By T.W. Budig, ECM Capitol Reporter
Legislation requiring a photo ID on electronic benefit transfer (EBT) cards — the welfare card that’s the main tool for issuing food support and temporary cash assistance — and that seeks to increase state residency requirements for welfare had a bumpy start in the Senate Health and Human Services Committee Tuesday, Feb. 14.
District 12 Sen. Paul Gazelka, R-Brainerd, said his bill stems from concerns voiced by constituents, one in Morrison County, about people moving to Minnesota solely for the welfare benefits.
Gazelka’s legislation, besides requiring that EBT debit cards beginning July 1 include a photo of the cardholder, would also increase state residency requirements to receive welfare benefits from 30 to 60 days.
Gazelka said he does not consider a 60-day residency requirement excessive. It does not hurt people in Minnesota receiving welfare benefits, nor would he want to do that, he said.
But the appropriateness and legality of Gazelka’s bill was questioned by Democratic lawmakers and others.
Sen. Jeff Hayden, DFL-Minneapolis, questioned the idea the state is indeed a welfare magnet, saying the evidence for it seems more anecdotal than number-based. Further, Hayden said that the welfare-magnet idea served to stigmatize people receiving welfare benefits.
“I think those are valid questions,” Gazelka said of concerns raised by Hayden.
Mark Toogood of the Minnesota Health and Human Services (HHS) Department said the percentage of newcomers to the state applying for welfare benefits falls within demographic trends.
As for the EBT cards, another HHS official said that the head of a household, besides their EBT card, could obtain a second EBT card that another family member could use.
However, only the head of household EBT card could be used to draw cash assistance, the second card is limited to food only, he said.
According to a fact sheet from the HHS, effective this summer the head of household’s name will be printed on their EBT card.
The card will include the statement, “It is unlawful to use this card to purchase tobacco products or alcoholic beverages.”
As for the residency requirements, Gazelka and committee legal counsel noted a Wisconsin State Supreme Court ruling upholding a 60-day residency requirement in that state.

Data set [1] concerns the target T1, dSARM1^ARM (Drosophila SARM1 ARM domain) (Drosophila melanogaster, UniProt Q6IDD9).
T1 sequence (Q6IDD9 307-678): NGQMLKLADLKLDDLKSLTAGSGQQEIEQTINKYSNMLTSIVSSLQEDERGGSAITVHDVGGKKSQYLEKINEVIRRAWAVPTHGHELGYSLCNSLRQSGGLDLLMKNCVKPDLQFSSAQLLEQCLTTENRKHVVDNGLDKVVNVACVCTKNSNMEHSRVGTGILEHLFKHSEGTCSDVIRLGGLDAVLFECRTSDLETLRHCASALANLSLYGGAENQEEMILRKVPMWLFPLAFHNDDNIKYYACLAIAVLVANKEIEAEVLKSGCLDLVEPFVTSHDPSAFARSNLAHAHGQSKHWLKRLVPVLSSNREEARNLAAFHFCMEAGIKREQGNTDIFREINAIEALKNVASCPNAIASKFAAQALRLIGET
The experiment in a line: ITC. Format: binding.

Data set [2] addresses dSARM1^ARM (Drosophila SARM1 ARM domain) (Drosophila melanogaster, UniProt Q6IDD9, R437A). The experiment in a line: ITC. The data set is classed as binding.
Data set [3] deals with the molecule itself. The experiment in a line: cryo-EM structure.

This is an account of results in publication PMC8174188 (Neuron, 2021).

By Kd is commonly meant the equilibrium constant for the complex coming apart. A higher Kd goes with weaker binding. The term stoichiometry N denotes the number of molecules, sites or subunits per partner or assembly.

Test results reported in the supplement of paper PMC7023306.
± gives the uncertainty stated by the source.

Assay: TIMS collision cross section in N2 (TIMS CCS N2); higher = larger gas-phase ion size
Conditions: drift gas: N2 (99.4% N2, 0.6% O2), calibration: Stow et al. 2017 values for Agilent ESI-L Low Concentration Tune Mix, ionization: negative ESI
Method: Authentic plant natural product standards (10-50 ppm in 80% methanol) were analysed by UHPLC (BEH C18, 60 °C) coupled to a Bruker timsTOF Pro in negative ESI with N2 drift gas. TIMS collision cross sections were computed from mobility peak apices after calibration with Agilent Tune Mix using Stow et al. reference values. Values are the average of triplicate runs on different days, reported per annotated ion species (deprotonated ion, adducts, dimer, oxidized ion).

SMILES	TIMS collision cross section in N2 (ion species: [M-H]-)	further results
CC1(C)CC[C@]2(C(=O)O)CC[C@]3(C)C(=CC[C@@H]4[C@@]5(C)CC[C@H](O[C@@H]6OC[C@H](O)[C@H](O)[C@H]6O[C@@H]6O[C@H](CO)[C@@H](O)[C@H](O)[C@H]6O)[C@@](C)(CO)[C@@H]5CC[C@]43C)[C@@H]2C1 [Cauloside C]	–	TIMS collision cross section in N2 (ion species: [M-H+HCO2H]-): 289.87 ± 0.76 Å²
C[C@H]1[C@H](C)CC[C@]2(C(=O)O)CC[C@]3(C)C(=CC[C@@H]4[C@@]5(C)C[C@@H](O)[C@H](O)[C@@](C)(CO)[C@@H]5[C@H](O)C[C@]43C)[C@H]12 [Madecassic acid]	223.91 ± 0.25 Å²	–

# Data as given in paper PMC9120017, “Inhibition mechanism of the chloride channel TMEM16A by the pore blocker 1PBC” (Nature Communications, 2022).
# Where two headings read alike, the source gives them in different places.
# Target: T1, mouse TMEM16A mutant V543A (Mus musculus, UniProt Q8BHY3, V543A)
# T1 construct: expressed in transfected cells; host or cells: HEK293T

But Senate legal counsel Joan White also said the Wisconsin ruling hadn’t been challenged in the U.S. Supreme Court.
American Civil Liberties Union-Minnesota Legal Counsel Theresa Nelson in testifying to the committee argued that Gazelka’s own explanation for his bill — that it stems from concerns over people coming to Minnesota to collect welfare benefits — runs afoul of the 1969 U.S. Supreme Court ruling in Shapiro v. Thompson in which the court determined the U.S. Constitution guaranteed a right to travel without unreasonable restrictions.
A high standard for states to restrict travel has been established by the courts, Nelson said.
“This bill doesn’t look like it’s ready,” Hayden said.
Gazelka told committee members that he was willing to work with them on the bill. The bill was tabled.
But others argued the legislation was an affront to the poor.
Debra Howze, of the Welfare Rights Committee, called it mean-spirited and an attempt to take away already meager state welfare benefits from the poor. “Just because you need help from the state doesn’t mean you don’t have morals or understanding,” she said.
Wednesday, Gazelka said he agreed to table the bill for a couple of reasons, and wanted to clarify a few things. “This is only for people moving from another state to Minnesota. Instead of a 30-day waiting period it will be 60 days.”
He emphasized it is only a residency-requirement waiting period. “In fact I heard stories from people who have businesses in Little Falls that said they had people who moved from Chicago to Minnesota to get the benefits,” said Gazelka.
“We want the benefits for those that are needy here in Minnesota — that’s our responsibility to take care of people in our state,” he said.
Gazelka said he may take the photo ID requirement out of the bill. “I may take that off, because I didn’t find out until I was presenting the bill that it was going to cost the state about $500,000 to do that,” he said.
“In the end, the issue is ‘should people be moving to Minnesota to get benefits’ and ‘is it wrong to change the waiting period from 30 days to 60 days,’” he said. “I think that’s a responsible use of our dollars.”
It is also difficult to pinpoint what “benefits” actually are and what they cost, because there are so many different benefits, said Gazelka. It’s not just EBT cards, but renter’s credits, county emergency funds, and more, he said.
“They’ve estimated in committee that 5 – 14 percent (of those who receive benefits) move to Minnesota to get our benefits,” said Gazelka. “It’s an issue that’s just hard to get to the bottom of; I’m willing to take a little more time to get it right.”